What’s Going Down Under? (Part 2)


So you’re all up to date on the recent influx of great Australian metal that’s been featured on the bowl of late (Sewercide, Psycroptic, Drowning The Light, King Parrot, Sanzu, Claret AshBloodlust, Collosvs, Disentomb etc.), time to check out some selected artists from those, uhh.. other genres (apparently they still exist). In the first installment of What’s Going Down Under, we covered a couple of current Hip-Hop and Punk/Hardcore/Grunge acts making waves here in Australia. Today we’re going to delve into some Jazzy Soul, metal-influenced Gypsy-Folk, Electronic and Future-Pop.


Hiatus Kaiyote

I was alerted to this Melbourne band through an unlikely source. Singing their praises was none other than the genius that is Reggie Watts. I had to investigate. The quartet that make up Hiatus Kaiyote play a soothing, though often melancholic-tinged brand of what I’ve heard called neo-soul. To me, there are elements of jazz, blues and soul all at play, with the ensemble driven for the most part, by prominent use of the electro-organ. Their songs tend to move through passages and not rely on standard formulaic structure. The percussion is noticeably stylish, showing African influence, some excellent use of dynamics (especially in terms of the cymbal-work), and swings back and forth between snappy upbeat romps and sparsely laid ambient sections. If you’re in the mood for something relaxing to listen to that will still keep you engaged, then give this band a try. While this track starts out slow, it builds around the 1:30 mark and by 1:50 it has picked up and manifested itself into an excellent upbeat display of what Hiatus Kaiyote have to offer as musicians.

The Crooked Fiddle Band

The Crooked Fiddle Band are metal. There I said it. A metal band inside the bodies of a group of gypsy-folk musicians. I’ve been a fan of these bohemian vagrants for a long time now and I’m fairly sure many of you will enjoy their unique style and spirited approach to music. I’m going to post two tracks of theirs just because they rip. The song embedded atop this piece, titled The Butcher Of Bessarabia is the first track of theirs that I heard and made me take notice immediately. Citing early-Sepultura as a major influence on their sound all but sealed the deal for me, with echoes of monumental tracks such as Inquisition Symphonpulsing throughout. The film clip below is for all my fellow trees n’ shit types. Head over to The Crooked Fiddle Band‘s bandcamp page and pick up some Blue Mountains goodness.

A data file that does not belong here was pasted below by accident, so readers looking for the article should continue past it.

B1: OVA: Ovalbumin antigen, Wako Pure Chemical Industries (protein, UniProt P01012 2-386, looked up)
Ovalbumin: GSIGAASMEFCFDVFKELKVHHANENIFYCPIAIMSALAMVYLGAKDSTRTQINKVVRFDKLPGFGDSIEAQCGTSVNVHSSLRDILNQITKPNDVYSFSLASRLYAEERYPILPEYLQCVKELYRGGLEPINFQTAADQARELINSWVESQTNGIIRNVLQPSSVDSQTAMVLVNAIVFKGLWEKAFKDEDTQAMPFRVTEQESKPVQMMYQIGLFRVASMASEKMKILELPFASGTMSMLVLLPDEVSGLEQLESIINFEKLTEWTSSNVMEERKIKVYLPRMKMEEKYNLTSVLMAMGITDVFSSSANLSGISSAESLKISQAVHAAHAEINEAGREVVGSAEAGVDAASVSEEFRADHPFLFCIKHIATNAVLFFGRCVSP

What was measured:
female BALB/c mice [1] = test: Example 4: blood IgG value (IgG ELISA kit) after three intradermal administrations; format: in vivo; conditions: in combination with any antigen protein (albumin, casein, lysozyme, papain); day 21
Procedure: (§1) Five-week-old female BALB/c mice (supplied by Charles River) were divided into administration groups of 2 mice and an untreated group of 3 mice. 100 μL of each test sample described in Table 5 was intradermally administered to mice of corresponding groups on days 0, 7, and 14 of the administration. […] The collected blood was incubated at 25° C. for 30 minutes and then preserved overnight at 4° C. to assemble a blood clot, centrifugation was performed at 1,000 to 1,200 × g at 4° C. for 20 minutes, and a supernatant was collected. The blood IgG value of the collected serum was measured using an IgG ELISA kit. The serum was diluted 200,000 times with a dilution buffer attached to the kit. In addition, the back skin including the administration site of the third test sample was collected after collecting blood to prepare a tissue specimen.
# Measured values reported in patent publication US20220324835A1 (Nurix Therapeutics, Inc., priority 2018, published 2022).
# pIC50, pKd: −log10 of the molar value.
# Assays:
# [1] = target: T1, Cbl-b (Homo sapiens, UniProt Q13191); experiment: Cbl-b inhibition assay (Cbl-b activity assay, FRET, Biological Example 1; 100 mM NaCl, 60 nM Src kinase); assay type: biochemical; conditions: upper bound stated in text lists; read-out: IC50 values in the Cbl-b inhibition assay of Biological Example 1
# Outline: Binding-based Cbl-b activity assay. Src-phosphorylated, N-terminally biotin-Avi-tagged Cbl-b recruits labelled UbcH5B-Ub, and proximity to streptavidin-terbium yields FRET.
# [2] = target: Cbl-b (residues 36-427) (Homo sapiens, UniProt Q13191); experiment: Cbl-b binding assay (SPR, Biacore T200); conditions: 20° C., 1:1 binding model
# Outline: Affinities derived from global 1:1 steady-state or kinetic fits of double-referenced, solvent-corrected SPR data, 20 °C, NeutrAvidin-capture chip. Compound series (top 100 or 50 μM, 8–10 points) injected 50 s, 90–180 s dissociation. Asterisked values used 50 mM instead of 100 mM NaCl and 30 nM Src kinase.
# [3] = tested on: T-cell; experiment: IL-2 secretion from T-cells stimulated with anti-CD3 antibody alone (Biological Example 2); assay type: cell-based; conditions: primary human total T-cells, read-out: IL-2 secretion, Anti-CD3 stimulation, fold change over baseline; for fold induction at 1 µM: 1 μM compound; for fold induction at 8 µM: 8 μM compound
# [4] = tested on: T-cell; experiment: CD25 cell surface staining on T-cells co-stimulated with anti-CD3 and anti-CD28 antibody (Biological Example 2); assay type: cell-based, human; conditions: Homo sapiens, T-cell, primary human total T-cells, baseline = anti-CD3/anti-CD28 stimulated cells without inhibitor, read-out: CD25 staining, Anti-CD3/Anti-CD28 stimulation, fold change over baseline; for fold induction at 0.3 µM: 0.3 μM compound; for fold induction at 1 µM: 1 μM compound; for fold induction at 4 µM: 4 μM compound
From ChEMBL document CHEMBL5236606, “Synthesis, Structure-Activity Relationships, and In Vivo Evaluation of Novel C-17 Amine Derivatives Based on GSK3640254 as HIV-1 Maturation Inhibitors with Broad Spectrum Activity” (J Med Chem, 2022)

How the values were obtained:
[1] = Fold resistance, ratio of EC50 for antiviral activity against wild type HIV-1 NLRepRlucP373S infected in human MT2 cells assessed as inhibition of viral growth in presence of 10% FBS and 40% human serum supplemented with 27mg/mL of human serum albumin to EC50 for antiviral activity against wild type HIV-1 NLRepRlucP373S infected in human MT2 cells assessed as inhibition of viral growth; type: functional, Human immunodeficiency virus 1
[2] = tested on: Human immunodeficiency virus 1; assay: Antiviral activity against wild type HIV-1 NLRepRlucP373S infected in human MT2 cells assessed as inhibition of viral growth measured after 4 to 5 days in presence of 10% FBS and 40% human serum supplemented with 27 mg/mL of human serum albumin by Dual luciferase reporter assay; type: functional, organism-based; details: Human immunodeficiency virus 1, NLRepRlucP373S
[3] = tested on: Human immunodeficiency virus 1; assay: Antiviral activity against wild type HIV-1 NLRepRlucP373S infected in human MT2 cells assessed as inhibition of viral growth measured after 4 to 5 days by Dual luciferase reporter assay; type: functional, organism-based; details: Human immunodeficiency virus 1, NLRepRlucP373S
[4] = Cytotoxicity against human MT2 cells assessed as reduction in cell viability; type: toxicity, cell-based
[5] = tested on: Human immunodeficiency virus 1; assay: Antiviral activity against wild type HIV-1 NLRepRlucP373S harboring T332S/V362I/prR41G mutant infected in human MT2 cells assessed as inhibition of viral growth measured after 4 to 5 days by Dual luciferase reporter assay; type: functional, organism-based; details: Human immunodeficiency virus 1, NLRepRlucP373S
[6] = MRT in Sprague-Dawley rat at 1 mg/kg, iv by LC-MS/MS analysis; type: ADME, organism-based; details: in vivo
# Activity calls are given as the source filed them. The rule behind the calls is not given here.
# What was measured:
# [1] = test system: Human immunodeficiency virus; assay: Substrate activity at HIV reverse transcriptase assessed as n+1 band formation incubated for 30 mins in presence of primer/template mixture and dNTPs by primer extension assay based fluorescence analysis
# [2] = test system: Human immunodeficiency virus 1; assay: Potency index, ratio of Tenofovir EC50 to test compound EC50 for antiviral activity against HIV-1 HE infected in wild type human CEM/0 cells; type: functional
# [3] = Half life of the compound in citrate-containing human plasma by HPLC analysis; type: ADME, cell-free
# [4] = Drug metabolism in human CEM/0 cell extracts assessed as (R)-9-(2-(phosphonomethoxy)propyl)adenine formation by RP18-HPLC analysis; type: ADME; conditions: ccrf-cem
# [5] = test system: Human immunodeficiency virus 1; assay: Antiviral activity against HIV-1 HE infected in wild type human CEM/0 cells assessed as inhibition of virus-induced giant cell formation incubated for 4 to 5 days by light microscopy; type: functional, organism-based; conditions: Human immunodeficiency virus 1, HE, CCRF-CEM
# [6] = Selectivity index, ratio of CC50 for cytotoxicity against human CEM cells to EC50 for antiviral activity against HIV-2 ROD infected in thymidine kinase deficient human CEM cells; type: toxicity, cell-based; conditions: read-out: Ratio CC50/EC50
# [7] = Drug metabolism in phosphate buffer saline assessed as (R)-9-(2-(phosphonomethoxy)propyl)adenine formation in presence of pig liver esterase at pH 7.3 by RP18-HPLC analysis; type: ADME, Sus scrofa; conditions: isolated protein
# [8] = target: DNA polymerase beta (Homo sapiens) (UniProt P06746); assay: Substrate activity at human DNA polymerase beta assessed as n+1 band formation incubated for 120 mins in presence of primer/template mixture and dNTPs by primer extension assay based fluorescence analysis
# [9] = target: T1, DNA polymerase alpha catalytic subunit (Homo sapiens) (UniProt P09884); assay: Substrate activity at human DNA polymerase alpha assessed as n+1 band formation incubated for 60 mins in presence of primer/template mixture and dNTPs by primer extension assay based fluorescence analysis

This electronic duo from the Blue Mountains NSW have been going at it since the early 2000s. Starting out as an almost exclusively instrumental group featuring fairly minimal concepts, they have since branched out and incorporated various MCs and vocal samples, steadily gaining popularity up until their 2012 album HyperParadise. The album featured a few hits that scored a fair amount of radio play (including this Dip-approved banger) and this year they are back with another big release. It appears that 2015’s Dark Night Sweet Light hit #1 in Australia following its May 15th release. I’m not really surprised by this, as the few tracks I’ve heard showcase some quality production and are catchy without being cheesy or reeking like they’ve been manufactured for the clubs like a bathtub full of dodgy pills. I recommend checking out HyperParadise in full to see the range of sounds these two are capable of and if you enjoy, dive into the latest album. This track below is the latest single.

George Maple

As some of you in the Toilet Ov Hell group are aware, it was Mrs Lizard’s 30th a few weeks back and I took her out to the big smoke for a gig. I went in thinking I was just going to have to grit my teeth and make sure the beer removed any trace of the ‘entertainment’ we were going to see. Well it seems no amount of ethanol poisoning could remove the memory of George Maple‘s performance in support of MS MR. I mean, I went in about as disinterested as a uhh.. metalhead at a future-dream pop concert. I’m not asexual by any means and I’m usually able to somewhat restrain and quell the primal male urges concealed beneath my scales, but it was nearly impossible for me to not be transfixed by the swaying silhouette of George Maple performing her set that night (The person standing next to me apparently not as impressed). I’d heard a couple of tracks on the radio and it didn’t really hit home until I saw them performed in this manner with her live band (drummer & bassist/keys). Her vocal patterns are seductively drawn-out and contribute to the overall feeling of enchantment. I cannot find any videos of her performance that night and the ones I’ve seen simply don’t do it justice. Having appeared at SXSW this year and Splendour In The Grass, things are looking promising for her future-pop. Below is a track she features prominantly on completely owns.

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